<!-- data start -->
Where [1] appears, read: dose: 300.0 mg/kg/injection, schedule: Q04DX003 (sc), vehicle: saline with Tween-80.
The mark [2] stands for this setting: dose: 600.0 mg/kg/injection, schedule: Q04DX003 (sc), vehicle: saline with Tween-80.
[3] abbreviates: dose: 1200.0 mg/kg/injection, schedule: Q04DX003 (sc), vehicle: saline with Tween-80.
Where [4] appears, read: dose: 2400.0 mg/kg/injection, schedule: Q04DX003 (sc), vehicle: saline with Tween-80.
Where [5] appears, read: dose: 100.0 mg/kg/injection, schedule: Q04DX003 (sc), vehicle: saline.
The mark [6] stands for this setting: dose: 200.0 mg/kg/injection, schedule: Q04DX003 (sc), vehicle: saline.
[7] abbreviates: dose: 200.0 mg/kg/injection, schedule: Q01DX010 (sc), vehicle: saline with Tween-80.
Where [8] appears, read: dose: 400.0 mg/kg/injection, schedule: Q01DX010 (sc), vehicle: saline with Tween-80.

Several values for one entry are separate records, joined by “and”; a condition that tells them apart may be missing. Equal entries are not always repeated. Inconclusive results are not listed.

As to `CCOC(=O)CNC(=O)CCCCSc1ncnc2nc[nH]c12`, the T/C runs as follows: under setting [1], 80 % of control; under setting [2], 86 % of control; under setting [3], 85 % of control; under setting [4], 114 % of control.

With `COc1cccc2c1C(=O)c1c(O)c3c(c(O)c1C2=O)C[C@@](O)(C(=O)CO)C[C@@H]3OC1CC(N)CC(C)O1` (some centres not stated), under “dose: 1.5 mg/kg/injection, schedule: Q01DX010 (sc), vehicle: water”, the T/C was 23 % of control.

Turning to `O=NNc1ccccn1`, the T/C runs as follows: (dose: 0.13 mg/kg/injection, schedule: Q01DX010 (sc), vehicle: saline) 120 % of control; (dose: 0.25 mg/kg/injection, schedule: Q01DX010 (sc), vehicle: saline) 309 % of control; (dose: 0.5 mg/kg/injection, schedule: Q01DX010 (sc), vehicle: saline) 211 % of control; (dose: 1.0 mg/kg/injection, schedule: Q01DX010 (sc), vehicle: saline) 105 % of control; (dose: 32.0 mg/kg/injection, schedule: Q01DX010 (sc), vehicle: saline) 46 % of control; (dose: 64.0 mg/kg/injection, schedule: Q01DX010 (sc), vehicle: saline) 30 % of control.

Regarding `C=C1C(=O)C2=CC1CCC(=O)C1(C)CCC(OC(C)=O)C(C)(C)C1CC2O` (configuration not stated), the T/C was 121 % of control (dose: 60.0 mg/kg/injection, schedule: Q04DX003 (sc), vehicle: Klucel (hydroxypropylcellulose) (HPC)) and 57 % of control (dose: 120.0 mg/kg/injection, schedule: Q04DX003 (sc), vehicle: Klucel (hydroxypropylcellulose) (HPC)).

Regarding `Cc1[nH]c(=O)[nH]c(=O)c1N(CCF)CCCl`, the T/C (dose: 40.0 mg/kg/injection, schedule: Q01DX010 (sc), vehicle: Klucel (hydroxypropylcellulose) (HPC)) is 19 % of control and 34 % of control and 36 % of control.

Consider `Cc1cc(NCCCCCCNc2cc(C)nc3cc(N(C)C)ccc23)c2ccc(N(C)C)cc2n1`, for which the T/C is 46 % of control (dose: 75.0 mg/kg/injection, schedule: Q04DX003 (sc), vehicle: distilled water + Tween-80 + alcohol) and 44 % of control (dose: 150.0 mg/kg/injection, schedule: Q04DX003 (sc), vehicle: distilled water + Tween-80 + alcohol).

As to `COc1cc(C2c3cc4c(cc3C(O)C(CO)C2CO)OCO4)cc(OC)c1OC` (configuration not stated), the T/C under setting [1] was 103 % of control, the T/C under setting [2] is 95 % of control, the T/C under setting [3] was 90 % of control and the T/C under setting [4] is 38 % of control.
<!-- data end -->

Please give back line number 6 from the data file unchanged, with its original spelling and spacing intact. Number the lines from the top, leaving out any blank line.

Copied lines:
The mark [6] stands for this setting: dose: 200.0 mg/kg/injection, schedule: Q04DX003 (sc), vehicle: saline.